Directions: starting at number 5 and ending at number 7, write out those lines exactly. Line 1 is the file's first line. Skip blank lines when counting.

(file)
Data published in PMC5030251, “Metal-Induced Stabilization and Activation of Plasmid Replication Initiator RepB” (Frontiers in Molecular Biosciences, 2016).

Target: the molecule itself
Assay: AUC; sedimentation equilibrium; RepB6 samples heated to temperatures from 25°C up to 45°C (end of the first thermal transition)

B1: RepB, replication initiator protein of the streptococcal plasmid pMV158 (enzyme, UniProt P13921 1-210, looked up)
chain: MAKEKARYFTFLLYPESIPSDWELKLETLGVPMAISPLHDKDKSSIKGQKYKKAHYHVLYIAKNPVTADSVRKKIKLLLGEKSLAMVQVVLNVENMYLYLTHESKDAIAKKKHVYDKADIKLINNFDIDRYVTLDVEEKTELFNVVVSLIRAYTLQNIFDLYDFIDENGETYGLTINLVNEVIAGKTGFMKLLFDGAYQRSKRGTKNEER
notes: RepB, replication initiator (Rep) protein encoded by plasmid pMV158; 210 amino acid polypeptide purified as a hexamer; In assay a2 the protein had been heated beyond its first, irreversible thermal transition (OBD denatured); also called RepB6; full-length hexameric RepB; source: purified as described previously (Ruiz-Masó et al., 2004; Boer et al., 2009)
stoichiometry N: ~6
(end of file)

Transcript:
chain: MAKEKARYFTFLLYPESIPSDWELKLETLGVPMAISPLHDKDKSSIKGQKYKKAHYHVLYIAKNPVTADSVRKKIKLLLGEKSLAMVQVVLNVENMYLYLTHESKDAIAKKKHVYDKADIKLINNFDIDRYVTLDVEEKTELFNVVVSLIRAYTLQNIFDLYDFIDENGETYGLTINLVNEVIAGKTGFMKLLFDGAYQRSKRGTKNEER
notes: RepB, replication initiator (Rep) protein encoded by plasmid pMV158; 210 amino acid polypeptide purified as a hexamer; In assay a2 the protein had been heated beyond its first, irreversible thermal transition (OBD denatured); also called RepB6; full-length hexameric RepB; source: purified as described previously (Ruiz-Masó et al., 2004; Boer et al., 2009)
stoichiometry N: ~6